Success Story

Diving into Hands-on Polymer Research

Chapter I


Training Future Scientists

Fontys is an institute with a proactive approach to education. Its polymer studies wing needed a simple, small-scale setup to provide students with hands-on training in material extrusion and recycling, without running up unnecessary costs, or wasting time and resources in the process.


One of the largest educational institutes in the Netherlands, Fontys University of Applied Sciences offers bachelors’ and masters’ programs in fields ranging from engineering and technology, to social sciences and healthcare. Future-oriented courses in polymer studies are offered at the university’s Natural Science wing, located in Eindhoven. Here, students use 3D printing to enhance polymers and develop sustainable solutions for the rapidly evolving additive manufacturing industry.

fontys campus
Fontys Science Wing
Located in Eindhoven, the Netherlands.
Chapter II

The Challenge

To provide effective, hands-on training to polymer studies students, Fontys needed an accessible, user-friendly device that offered more flexibility than large-scale extrusion machinery, without leading to steep learning curves for both the faculty and the students. By extension, the university was also looking to minimize the drain on its time and resources.

Sustainable Cellulose Polymers
Cellulose Polymers
Researchers and students at Fontys are challenged to develop sustainable polymer-cellulose composites in the near future.
Chapter III

The Solution

The Composer 450 offered Fontys the ability to train students in the specifics of polymer development, by allowing them to extrude small batches of custom filament. The desktop filament maker could serve as an effective research tool, without leading to wastage of time or material. Using the Composer 450 filament maker would also be cheaper than relying on industrial extrusion equipment.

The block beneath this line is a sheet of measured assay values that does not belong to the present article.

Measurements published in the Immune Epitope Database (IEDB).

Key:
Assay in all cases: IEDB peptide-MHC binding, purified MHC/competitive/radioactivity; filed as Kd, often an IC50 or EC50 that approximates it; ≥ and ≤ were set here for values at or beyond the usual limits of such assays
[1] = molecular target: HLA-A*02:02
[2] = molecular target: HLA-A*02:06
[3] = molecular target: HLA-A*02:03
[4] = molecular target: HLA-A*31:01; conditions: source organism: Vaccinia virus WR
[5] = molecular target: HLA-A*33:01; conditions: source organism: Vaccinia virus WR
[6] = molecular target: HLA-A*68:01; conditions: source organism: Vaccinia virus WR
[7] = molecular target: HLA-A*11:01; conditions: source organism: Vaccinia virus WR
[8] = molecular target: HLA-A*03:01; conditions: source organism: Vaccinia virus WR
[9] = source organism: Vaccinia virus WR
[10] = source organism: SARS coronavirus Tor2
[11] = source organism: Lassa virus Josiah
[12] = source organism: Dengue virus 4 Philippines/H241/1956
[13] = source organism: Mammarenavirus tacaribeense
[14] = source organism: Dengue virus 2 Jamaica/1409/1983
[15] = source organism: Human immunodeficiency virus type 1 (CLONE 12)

Fontys Solution Filament Maker
The Filament Maker
Used as the educational hands-on tool to extrude small batches of material for polymer research projects.
Chapter IV

Workflow Highlights

From nanotubes to sustainable polymers – developing new materials

  • Ability to study recyclability with small batches of material
    Using the Composer 450, students have been able to study the properties and recyclability of polymers like PLA and PET, using as little as 1kg of material at a time.
  • Flexibility to research a wide variety of polymer composites
    The Composer 450 has already allowed students extrude innovative materials for 3D printing nano tubes, and will be a part of their efforts to develop sustainable polymer-cellulose composites.
  • Lower training time and costs; reduced material wastage
    Students at Fontys find the small-scale setup easier to understand and work with than complex extrusion machinery. This has sped up research at the university’s polymer studies lab.
  • Effective, hands-on training with a simple, in-house setup
    Thanks to the Composer 450, Fontys no longer depends on large-scale extrusion machinery to train its students. Over 20 students have successfully used the extruder for a variety of projects.


Fontys Workflow Lab
Material Development
Fontys conducts sustainable material development within its polymer studies lab.
“The Composer 450 let us use the ‘prototyping mindset’ – making more iterations, but with less resources. It gives us the freedom to understand material properties much better, as compared to just buying filament off the shelf. We now have more control over the whole process, and the flexibility to use exotic materials.”
Guido Smets
Polymer Researcher/Professor at Fontys

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